Did you know that positive thinking can be dangerous?
The world is filled with different kinds of information. In the informational society today, your life can depend on “which information you select”.
And the ability to decide what is correct and what is not, is the required skill to survive in the ages to come.
Easy positive thinking such as “it seems good” or “it’s OK” can ruin you. You need to protect yourself with beliefs in your decision and “to doubt in a right way”.
Here I will tell you “what is the belief in decision?” and helpful way of thinking. This may not always be true, but I hope you use this as a reference when selecting information.
Don’t be confused by positive thinking with 7 ways
1. Learn from the history
Many of the old sayings are true to our feelings.
The ways of business and trends are changing with ages.
In Japan, it was good to “save money” in the past, but it has become risky nowadays.
On the other hand, people’s minds and body structure won’t change so easily.
Sayings such as “birds of a feather” or “he who gives to the poor, lends to the Lord” are still true today. Also, how traditional Japanese dishes are good for health is proved scientifically.
Before science has developed, humans selected what are good, and instinctively selected things are still used today. We can learn what to select by learning the history.
Here are other sayings: “Pride goes before a fall.” “The impermanence of all things.”
2. Numbers never lie
This is frequently said in management, numbers never lie.
It is people who lie, and we can make numbers tell lies. A good example is a statistic data. Such article as “A data of 1000 people was proved by American research institute that people who eat chocolate can lose weight!” can actually mean of “a data of 1000 people who exercise regularly”, if you take a close look at it.
You can doubt the effect of chocolate, but the point is, “it is a data of 1000 people who exercise everyday, but it is still true that people who eat chocolate are thinner”.
There is an advertisement “the sales has doubled with our service”. May be it is true, but to talk of an extreme, making 10,000 yen to 20,000 yen can be said as “doubled”.
Numbers never lie, always tell us truth. How you understand it is determined by your judgment.
3. Understand in multiphase
When looking at things, it is important to evaluate in many ways.
Person A said an opinion, and Person B can say completely opposite thing. Opinions depend on values of each person. Imagine a glass half filled with water. Thing can change completely whether you think “there is ONLY half of the water left” or “there is STILL some water left”.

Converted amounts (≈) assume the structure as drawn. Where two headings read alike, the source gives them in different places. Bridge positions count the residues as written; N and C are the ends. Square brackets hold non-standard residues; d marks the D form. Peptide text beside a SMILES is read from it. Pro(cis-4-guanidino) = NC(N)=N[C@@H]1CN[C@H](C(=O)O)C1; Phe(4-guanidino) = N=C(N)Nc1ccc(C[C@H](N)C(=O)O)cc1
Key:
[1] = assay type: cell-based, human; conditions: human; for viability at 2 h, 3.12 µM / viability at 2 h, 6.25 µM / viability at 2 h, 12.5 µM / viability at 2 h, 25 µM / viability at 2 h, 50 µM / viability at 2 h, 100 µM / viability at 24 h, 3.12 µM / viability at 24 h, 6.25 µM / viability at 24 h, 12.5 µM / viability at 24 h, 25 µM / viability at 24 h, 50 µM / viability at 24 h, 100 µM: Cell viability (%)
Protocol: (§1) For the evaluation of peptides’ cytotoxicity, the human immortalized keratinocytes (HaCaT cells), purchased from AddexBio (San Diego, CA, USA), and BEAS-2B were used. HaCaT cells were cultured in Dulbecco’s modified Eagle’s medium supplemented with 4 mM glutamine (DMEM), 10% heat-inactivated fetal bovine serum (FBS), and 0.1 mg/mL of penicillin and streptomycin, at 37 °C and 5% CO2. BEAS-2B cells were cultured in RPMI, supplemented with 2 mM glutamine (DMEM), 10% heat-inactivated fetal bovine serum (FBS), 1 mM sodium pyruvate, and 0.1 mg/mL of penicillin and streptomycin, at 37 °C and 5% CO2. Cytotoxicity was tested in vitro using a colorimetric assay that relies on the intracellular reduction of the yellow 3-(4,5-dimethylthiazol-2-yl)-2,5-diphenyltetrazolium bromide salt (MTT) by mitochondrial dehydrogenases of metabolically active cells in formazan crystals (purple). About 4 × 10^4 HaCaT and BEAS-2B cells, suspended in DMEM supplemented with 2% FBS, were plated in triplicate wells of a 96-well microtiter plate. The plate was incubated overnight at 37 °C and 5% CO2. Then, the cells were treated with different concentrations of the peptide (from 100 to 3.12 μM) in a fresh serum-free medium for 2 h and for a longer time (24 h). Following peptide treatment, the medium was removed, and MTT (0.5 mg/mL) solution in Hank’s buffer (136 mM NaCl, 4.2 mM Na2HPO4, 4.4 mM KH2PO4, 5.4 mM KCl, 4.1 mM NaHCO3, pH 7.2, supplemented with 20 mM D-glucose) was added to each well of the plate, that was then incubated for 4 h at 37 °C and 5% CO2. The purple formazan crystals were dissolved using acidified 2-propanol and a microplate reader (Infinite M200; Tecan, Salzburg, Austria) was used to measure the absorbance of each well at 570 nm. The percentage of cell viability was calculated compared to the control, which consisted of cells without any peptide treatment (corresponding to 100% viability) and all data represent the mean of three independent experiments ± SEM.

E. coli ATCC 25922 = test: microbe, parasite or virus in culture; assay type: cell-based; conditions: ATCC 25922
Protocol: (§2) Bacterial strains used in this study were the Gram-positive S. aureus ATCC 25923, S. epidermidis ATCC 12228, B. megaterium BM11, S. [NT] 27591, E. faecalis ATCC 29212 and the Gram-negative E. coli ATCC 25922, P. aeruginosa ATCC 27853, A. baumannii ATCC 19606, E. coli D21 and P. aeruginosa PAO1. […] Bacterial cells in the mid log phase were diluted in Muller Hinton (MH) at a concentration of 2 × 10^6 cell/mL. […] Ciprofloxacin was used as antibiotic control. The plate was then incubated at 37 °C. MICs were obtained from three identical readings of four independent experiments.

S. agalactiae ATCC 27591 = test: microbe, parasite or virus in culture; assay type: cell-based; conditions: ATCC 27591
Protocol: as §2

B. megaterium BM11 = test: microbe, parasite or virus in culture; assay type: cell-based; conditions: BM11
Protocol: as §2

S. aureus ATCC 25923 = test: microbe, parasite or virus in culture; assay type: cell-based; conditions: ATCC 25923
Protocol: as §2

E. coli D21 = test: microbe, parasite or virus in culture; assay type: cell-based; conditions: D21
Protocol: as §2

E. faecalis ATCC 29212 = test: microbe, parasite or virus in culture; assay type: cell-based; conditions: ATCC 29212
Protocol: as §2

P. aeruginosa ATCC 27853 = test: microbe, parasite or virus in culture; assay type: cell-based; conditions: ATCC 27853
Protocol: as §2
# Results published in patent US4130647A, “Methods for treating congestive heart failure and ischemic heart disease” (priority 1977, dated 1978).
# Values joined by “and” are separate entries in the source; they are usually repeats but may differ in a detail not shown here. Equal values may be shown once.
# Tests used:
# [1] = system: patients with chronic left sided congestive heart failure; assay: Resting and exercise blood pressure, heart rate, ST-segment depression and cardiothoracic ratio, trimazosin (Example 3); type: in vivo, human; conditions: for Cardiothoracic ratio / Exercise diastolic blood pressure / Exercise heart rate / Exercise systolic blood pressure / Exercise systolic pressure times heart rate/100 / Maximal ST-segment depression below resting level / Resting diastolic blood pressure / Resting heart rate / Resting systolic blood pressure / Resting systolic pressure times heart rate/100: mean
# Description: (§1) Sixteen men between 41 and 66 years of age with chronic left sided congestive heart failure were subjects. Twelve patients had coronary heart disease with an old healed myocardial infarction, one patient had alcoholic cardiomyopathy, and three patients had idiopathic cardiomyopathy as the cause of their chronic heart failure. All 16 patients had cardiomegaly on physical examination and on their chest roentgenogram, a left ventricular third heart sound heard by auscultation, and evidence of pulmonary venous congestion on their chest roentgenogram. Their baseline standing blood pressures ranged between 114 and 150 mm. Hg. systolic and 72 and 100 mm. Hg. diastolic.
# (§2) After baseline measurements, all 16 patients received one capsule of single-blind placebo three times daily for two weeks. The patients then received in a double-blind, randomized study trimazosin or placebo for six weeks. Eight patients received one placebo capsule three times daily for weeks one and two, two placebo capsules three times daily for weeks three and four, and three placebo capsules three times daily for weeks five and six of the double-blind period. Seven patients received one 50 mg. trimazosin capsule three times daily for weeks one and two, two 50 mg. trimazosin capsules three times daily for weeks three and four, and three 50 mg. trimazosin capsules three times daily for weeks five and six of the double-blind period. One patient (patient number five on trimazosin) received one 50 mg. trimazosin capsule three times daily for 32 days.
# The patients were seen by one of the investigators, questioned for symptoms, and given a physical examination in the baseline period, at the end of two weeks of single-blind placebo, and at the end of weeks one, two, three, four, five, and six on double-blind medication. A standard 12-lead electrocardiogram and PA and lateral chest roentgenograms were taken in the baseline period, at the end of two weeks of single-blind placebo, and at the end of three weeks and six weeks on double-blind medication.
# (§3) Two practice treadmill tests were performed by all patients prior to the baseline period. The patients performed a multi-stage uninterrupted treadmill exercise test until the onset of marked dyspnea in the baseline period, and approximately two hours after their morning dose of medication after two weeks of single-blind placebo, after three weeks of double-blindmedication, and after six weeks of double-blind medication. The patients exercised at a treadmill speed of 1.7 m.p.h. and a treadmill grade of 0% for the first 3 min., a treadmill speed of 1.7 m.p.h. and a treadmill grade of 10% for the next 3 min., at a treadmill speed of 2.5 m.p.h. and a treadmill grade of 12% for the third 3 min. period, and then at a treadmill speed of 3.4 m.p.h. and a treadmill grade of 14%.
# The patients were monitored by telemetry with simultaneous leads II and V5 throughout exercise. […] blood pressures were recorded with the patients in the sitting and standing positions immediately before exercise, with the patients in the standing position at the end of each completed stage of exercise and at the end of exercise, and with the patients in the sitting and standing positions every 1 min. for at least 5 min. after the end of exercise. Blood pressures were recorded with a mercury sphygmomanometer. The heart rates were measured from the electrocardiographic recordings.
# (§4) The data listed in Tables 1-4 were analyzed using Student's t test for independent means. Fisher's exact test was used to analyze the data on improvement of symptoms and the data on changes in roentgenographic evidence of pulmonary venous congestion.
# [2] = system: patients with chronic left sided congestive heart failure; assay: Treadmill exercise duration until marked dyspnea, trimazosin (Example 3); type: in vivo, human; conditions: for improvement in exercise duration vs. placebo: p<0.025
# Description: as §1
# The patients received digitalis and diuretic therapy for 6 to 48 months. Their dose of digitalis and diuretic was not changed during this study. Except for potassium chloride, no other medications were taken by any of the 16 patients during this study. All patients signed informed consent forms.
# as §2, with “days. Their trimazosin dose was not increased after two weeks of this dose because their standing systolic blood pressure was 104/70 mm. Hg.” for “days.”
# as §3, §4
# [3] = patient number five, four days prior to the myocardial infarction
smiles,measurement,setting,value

We tend to focus on what we can get for return, but there is always a risk before return, or return always comes after risk. There is no such thing as no-risk, high-return.
In a medical field, there is a system of “second opinion”, to have more than one personal doctor to ask for opinions. Just like it, don’t trust only one opinion.
4. Make sure by yourself
Your friend A says the restaurant was “not good”, but your friend B says the same restaurant was “very good”. Which do you trust, if you rely on both for their tastes of foods?
In such case, the best and fastest way is to “try for yourself”. Then suppose you eat at the restaurant and it was very good. Does this mean that you can’t trust friend A?
You ask a waitperson, “I have friends who loved this restaurant and who didn’t much”. Then a waitperson says,
“We recently welcomed new chef, and entirely changed our menu. We are receiving favorable comments since then.”
You can find that both were true, when you check by yourself.
5. Doubt when no one disagrees
It is dangerous to say it right because everybody says so.
Japanese, especially, has a nationality of getting into line with others, so they tend to say “Yes”, following a person with strong saying. Also they tend to spread fake news.
With Twitter or other media which is difficult to specify the source of information, false information is spread “because everybody is retweeting”.
You need to determine who “everybody” is.
6. Think who is most profitable
Information from someone always contains some purpose of a sender. A sender spreads the information because it is his advantage. Whether it is good or bad, information always give advantage to someone.
For example, a TV program tells you to put on a mask to avoid hay fever. It is not you who benefit from it by avoiding symptoms, but it is companies selling masks. Those companies pay a TV program an advertisement expenses as sponsors.
Are you really the one who most benefit from that information? Or is it a relationship of WIN-WIN between you and a sender (or media) of that information? By thinking who is making a profit, you can see the real “purpose” of the information.
7. Believe foot, not mouth
“Please leave this matter to me.” “I really love you.”
You can say anything with your mouth. If you are said “can’t you believe what I say?” don’t believe it. You can only tell whether the person is reliable or not by knowing “if he/she is acting as he/she says”.
Don’t look at “what he says” but “what he does”.
If a person says “you can surely make a profit” and not investing for himself, he is lying. There is no reason he won’t invest, if it can definitely make a profit. Make sure to ask “so you are investing too?”
A truly reliable person is who does what he says. It sounds nothing special, but if you know this you are free from stress of doubting someone for their lies.
Don’t be confused by positive thinking with 7 ways
Learn from the history
Numbers never lie
Understand in multiphase
Make sure by yourself
Doubt when no one disagrees
Think who is most profitable
Believe foot, not mouth